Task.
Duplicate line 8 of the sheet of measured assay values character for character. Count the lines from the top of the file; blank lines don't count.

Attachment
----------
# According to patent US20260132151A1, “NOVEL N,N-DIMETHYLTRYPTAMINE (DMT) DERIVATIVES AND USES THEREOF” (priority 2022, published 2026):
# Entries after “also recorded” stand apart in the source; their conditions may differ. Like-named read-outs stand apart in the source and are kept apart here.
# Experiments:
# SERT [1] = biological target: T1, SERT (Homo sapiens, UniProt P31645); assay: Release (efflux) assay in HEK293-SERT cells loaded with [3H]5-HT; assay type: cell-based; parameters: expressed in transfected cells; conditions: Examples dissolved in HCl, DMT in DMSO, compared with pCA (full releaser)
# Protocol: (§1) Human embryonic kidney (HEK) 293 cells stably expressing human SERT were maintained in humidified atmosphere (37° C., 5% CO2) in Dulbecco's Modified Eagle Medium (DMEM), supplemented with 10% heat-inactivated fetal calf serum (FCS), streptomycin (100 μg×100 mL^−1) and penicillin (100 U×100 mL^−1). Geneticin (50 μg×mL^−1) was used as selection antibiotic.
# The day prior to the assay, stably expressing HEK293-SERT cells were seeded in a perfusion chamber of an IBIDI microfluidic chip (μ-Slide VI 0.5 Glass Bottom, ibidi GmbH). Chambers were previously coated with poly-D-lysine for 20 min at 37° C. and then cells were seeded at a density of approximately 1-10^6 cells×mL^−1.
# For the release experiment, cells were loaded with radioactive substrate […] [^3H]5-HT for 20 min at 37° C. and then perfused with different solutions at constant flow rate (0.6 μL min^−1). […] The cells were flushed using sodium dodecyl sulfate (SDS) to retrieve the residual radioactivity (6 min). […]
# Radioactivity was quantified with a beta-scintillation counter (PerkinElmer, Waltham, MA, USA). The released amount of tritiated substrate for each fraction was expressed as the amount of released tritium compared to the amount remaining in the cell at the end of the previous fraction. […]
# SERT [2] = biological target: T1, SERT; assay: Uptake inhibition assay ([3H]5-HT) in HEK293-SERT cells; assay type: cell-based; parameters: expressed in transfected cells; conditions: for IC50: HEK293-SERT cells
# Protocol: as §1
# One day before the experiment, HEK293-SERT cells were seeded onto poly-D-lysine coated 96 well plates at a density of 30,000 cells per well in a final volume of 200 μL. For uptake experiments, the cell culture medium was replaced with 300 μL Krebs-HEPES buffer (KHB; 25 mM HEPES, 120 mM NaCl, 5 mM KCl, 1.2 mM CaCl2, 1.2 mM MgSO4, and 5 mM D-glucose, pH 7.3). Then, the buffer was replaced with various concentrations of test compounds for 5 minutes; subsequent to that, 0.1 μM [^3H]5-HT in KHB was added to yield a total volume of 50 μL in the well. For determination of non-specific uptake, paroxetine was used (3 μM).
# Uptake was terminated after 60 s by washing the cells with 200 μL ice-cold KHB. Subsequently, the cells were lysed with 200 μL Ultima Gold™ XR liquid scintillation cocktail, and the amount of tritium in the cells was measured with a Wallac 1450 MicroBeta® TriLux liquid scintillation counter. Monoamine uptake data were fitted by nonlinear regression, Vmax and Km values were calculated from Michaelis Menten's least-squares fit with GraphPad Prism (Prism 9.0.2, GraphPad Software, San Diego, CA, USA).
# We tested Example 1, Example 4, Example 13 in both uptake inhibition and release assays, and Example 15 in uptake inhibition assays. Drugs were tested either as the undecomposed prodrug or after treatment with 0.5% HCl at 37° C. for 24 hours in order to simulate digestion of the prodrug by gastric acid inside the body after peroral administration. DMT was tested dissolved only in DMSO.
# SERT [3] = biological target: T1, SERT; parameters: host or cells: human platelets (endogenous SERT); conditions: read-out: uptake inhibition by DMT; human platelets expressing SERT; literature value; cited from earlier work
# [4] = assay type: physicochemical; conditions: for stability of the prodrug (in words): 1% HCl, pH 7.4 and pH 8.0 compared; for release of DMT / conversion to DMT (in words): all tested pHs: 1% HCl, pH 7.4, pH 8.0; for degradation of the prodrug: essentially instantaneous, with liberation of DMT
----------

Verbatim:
# Radioactivity was quantified with a beta-scintillation counter (PerkinElmer, Waltham, MA, USA). The released amount of tritiated substrate for each fraction was expressed as the amount of released tritium compared to the amount remaining in the cell at the end of the previous fraction. […]